WASHINGTON (Reuters) - Democratic presidential contenders on Friday condemned the air strike that killed Iranian military commander Qassem Soleimani, saying President Donald Trump’s decision was reckless and could lead the United States to another war in the Middle East.
“President Trump just tossed a stick of dynamite into a tinderbox,” said former Vice President Joe Biden. His campaign released a 30-second online ad that portrayed Biden as “tested and trusted around the world” against Trump’s “erratic, unstable” presidency.
“We’re on the brink of yet another war in the Middle East,” said liberal U.S. Senator Elizabeth Warren. “We’re not here by accident. We’re here because a reckless president, his allies and his administration have spent years pushing us here.”
The overnight killing of Soleimani, regarded as the second most powerful figure in Iran, was a dramatic escalation of hostilities in the Middle East between Iran and the United States and its allies.
A protracted conflict could reshape an election that has so far been dominated by domestic issues, such as healthcare and money in politics, strategists said. While that could be a plus for the leading Democratic candidates such as Biden, who has stressed his foreign policy experience and credentials, lesser-known contenders could have a harder time being heard.
“The ultimate beneficiary in the Democratic race could be the four candidates in front,” said Democratic strategist Steve Elmendorf, referring to Biden, Warren, U.S. Senator Bernie Sanders and Pete Buttigieg, the former mayor of South Bend, Indiana.
“Nobody behind them will have a chance to reset the race or change things,” said Elmendorf, a Buttigieg supporter who served as chief of staff for former House Democratic leader Dick Gephardt.
The Democratic contenders are set to face voters for the first time in a month, when Iowa kicks off the state-by-state nominating battle on Feb. 3.
Public opinion polls show Americans in general are opposed to U.S. military interventions overseas. A survey last year by the Chicago Council on Global Affairs found only 27% of Americans believe military interventions make the United States safer, and nearly half said they make the country less safe.
“There are serious questions about how this decision was made and whether we are prepared for the consequences,” said Buttigieg, a former Navy Reserve officer who served in Afghanistan.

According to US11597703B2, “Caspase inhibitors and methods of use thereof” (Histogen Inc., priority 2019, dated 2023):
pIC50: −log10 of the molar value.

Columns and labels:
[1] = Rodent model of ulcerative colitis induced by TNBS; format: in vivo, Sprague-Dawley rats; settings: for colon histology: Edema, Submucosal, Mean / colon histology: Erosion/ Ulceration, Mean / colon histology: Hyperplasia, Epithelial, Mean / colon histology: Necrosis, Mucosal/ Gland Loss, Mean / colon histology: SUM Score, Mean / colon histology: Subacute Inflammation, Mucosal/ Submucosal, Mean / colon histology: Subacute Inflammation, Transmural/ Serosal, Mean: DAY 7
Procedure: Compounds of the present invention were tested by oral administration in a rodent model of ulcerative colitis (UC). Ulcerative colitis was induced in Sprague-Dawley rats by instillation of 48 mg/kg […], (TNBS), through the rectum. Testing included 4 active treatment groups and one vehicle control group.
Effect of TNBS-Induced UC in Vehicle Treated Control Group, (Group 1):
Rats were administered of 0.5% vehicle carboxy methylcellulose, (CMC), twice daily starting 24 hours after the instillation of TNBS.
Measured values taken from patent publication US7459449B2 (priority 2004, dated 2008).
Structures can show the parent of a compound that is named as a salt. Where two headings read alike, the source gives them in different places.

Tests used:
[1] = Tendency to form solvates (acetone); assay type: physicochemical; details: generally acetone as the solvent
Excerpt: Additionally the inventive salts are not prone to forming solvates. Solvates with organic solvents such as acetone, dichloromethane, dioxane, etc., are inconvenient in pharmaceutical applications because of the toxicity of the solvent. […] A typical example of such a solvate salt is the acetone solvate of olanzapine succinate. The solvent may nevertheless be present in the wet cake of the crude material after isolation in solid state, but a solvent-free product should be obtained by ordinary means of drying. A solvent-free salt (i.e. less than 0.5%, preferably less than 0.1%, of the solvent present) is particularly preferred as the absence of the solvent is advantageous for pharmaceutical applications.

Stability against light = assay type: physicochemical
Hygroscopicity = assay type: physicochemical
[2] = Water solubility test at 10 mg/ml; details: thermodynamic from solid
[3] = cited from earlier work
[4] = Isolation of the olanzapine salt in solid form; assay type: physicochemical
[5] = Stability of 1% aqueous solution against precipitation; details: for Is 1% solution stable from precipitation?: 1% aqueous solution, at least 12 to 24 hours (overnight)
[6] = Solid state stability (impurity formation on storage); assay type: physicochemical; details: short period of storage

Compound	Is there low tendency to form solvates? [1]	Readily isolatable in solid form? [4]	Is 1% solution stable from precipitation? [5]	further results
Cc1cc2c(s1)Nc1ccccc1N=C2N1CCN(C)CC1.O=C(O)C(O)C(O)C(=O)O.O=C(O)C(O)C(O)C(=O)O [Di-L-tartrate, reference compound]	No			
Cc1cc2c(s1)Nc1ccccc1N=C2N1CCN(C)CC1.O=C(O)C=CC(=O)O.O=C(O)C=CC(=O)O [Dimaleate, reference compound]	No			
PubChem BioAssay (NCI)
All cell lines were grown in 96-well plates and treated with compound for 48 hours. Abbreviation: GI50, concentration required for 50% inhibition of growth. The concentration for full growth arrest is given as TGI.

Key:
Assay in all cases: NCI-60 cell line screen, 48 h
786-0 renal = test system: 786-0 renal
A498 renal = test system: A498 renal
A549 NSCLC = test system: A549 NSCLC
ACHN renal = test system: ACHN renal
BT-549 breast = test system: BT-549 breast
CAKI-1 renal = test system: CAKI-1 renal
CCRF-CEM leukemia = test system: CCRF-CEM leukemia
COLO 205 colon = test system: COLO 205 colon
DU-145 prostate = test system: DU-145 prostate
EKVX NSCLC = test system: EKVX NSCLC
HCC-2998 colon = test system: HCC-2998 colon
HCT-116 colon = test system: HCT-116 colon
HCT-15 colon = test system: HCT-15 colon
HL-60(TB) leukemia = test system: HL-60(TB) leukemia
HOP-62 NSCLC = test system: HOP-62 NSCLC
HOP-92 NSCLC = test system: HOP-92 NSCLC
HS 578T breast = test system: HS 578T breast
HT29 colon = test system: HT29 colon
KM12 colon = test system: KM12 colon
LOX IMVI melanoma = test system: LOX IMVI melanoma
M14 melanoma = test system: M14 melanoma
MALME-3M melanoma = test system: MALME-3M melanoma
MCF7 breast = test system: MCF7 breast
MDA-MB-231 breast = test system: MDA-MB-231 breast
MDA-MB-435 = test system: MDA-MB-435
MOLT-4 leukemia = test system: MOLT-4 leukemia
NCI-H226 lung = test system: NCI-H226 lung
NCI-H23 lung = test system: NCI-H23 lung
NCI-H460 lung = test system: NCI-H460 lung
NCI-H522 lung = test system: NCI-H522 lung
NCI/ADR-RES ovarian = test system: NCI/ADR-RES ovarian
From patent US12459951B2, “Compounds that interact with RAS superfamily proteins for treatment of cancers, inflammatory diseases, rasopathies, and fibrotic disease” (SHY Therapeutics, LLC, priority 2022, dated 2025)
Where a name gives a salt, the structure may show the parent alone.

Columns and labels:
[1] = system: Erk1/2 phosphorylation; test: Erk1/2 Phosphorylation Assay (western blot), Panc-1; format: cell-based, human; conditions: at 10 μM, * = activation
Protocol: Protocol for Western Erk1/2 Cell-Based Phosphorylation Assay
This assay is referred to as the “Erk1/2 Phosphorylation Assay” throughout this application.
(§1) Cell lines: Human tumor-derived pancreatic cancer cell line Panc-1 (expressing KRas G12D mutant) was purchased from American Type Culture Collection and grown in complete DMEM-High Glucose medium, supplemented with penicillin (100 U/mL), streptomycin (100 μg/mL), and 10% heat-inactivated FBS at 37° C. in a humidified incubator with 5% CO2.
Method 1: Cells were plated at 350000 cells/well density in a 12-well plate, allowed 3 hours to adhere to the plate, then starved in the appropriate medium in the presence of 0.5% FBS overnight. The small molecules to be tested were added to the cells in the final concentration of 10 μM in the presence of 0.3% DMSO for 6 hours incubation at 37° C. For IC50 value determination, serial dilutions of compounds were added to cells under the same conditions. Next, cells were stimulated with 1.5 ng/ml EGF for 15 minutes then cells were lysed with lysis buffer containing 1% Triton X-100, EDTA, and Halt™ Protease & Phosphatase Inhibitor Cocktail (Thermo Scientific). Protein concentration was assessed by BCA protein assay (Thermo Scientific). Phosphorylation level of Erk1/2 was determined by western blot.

Trump said the strike aimed to disrupt “imminent and sinister attacks” on Americans. His fellow Republicans praised the president for restoring American strength and leadership.
“At a time when the president is under impeachment by the Democrats, there’s nothing wrong with him showing strength and resolve in the face of a foreign threat,” said Republican strategist Ron Bonjean, who is close to the White House.
While the Democrats were united in condemning Trump’s decision, there were some distinctions in their responses. Biden and Buttigieg indicated they viewed Soleimani as a security threat who had sowed chaos in the region, whereas Sanders and Warren referred to him more neutrally and called his killing an “assassination.”
Sanders, who has consistently opposed U.S. military intervention overseas, contrasted the strike with his own domestic priorities of universal healthcare, improved infrastructure and steps to combat climate change.
“We must invest in the needs of the American people, not spend trillions more on endless wars,” Sanders said at a campaign event in Anamosa, Iowa.
Sanders also mentioned his 2002 vote against authorizing war in Iraq, which he frequently uses as a contrast to Biden, the former chairman of the Senate Foreign Relations Committee, who backed the war.
Tulsi Gabbard, a House member and Army National Guard veteran of the Iraq war who also has opposed U.S. military interventions, said the strike showed “we need to get out of Iraq and Syria now.”
“That is the only way that we’re going to prevent ourselves from being dragged into this quagmire, deeper and deeper into a war with Iran,” she wrote on Twitter, using the hashtag #WWIII.
Additional reporting by Steve Holland; Editing by Steve Orlofsky and Jonathan Oatis